The work in these areas includes initiatives such as exploring alternative, sustainable livelihoods, the training of young people as community monitors (and helping some to complete their matric exams) and employing the fishers to deploy Baited Remote Underwater Video systems (BRUVs) to support conservation research.
These projects also contribute to two of the 100 sites from 34 countries participating in the global WWF Initiative on Accelerated Coastal Community-Led Conservation, which intends to scale out the community work from 100 sites to 300 sites by 2025.
Background to DEFF’s work with small-scale fishers
South Africa has a long history of coastal communities utilising marine resources for various purposes. These fisher men and women use mostly traditional methods of fishing. The conditions they work in are harsh, and their efforts to provide for their families and themselves have gone unrecognised for too long.
Since the approval of the Small-Scale Fishing Regulations to support fishing communities in 2016, the Department has been working with fishers to develop the small-scale fishing sector. DEFF has identified, registered, verified and declared about 10 500 small-scale fishers in the four coastal provinces of Northern Cape, Western Cape, Eastern Cape and KwaZulu-Natal.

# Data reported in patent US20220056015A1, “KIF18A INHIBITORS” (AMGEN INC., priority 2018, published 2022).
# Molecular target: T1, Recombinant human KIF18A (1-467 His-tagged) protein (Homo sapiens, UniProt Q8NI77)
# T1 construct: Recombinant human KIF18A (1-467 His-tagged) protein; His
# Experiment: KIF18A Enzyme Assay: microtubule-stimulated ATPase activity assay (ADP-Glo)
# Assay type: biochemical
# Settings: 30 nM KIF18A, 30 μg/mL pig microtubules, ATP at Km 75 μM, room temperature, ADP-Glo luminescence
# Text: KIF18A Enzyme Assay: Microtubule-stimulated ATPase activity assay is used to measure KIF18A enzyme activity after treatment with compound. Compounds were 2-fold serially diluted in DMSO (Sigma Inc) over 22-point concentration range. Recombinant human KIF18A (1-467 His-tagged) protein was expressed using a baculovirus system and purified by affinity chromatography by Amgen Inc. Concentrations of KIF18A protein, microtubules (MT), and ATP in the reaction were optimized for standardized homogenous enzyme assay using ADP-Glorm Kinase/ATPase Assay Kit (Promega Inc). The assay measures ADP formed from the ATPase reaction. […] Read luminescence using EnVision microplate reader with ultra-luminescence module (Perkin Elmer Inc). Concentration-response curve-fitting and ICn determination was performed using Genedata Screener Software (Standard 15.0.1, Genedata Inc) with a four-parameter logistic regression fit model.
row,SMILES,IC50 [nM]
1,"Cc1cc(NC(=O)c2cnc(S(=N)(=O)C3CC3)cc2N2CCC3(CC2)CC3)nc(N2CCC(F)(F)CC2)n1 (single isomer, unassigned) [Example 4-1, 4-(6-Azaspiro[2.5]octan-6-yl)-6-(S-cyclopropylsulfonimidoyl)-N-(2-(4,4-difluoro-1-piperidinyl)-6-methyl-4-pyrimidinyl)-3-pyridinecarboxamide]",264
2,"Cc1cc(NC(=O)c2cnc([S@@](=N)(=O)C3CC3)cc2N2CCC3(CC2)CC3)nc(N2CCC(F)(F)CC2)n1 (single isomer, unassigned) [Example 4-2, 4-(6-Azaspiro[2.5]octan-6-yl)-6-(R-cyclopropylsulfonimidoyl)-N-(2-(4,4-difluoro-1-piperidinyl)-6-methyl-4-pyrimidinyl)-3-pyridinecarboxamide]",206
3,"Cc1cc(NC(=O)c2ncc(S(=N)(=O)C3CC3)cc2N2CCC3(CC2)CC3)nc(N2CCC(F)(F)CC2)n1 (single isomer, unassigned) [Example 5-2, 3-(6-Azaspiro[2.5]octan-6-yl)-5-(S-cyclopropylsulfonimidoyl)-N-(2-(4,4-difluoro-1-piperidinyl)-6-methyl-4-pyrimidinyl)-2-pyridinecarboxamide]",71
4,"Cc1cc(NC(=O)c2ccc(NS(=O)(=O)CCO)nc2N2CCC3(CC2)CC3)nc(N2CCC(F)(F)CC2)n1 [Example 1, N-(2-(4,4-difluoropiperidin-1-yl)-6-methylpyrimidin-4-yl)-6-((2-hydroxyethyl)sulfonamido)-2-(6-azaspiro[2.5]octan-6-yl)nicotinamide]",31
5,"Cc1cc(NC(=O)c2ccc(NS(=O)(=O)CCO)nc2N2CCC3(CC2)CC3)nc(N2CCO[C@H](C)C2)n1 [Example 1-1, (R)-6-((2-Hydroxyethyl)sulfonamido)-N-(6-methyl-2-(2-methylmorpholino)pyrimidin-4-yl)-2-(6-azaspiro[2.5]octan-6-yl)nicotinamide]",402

Small-scale fishing co-operatives have been registered in Northern Cape, Eastern Cape and KwaZulu-Natal. Each has been granted 15-year fishing rights for a basket of species to either sell to earn a living, or for their own use thus ensuring their food security.
In the Western Cape, fishing co-operatives were not formally recognised due to complaints the Minister received in 2019, that the process was not even handed. Consequently, an independent review of the verification process has been implemented to ensure that no small-scale fisher was left out in error.